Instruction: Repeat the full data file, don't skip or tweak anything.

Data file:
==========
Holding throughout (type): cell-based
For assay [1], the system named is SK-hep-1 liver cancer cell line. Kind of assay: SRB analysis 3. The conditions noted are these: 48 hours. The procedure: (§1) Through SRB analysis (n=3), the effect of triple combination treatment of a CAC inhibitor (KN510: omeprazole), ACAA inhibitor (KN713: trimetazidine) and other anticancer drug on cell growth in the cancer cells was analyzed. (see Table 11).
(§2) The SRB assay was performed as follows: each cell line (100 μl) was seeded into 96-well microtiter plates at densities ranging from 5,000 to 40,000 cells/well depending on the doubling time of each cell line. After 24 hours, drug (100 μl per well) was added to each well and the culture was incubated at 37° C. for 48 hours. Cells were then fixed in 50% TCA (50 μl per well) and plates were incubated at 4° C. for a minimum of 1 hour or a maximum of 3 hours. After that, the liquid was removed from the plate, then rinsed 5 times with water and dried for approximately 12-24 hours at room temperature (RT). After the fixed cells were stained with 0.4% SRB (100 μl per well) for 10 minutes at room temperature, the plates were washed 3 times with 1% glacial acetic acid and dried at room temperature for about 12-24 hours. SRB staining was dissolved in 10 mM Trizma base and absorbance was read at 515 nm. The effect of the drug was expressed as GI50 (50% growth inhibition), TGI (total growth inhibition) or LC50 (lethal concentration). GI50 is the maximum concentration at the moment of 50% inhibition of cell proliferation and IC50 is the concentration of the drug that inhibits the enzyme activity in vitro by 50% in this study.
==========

Holding throughout (type): cell-based
For assay [1], the system named is SK-hep-1 liver cancer cell line. Kind of assay: SRB analysis 3. The conditions noted are these: 48 hours. The procedure: (§1) Through SRB analysis (n=3), the effect of triple combination treatment of a CAC inhibitor (KN510: omeprazole), ACAA inhibitor (KN713: trimetazidine) and other anticancer drug on cell growth in the cancer cells was analyzed. (see Table 11).
(§2) The SRB assay was performed as follows: each cell line (100 μl) was seeded into 96-well microtiter plates at densities ranging from 5,000 to 40,000 cells/well depending on the doubling time of each cell line. After 24 hours, drug (100 μl per well) was added to each well and the culture was incubated at 37° C. for 48 hours. Cells were then fixed in 50% TCA (50 μl per well) and plates were incubated at 4° C. for a minimum of 1 hour or a maximum of 3 hours. After that, the liquid was removed from the plate, then rinsed 5 times with water and dried for approximately 12-24 hours at room temperature (RT). After the fixed cells were stained with 0.4% SRB (100 μl per well) for 10 minutes at room temperature, the plates were washed 3 times with 1% glacial acetic acid and dried at room temperature for about 12-24 hours. SRB staining was dissolved in 10 mM Trizma base and absorbance was read at 515 nm. The effect of the drug was expressed as GI50 (50% growth inhibition), TGI (total growth inhibition) or LC50 (lethal concentration). GI50 is the maximum concentration at the moment of 50% inhibition of cell proliferation and IC50 is the concentration of the drug that inhibits the enzyme activity in vitro by 50% in this study.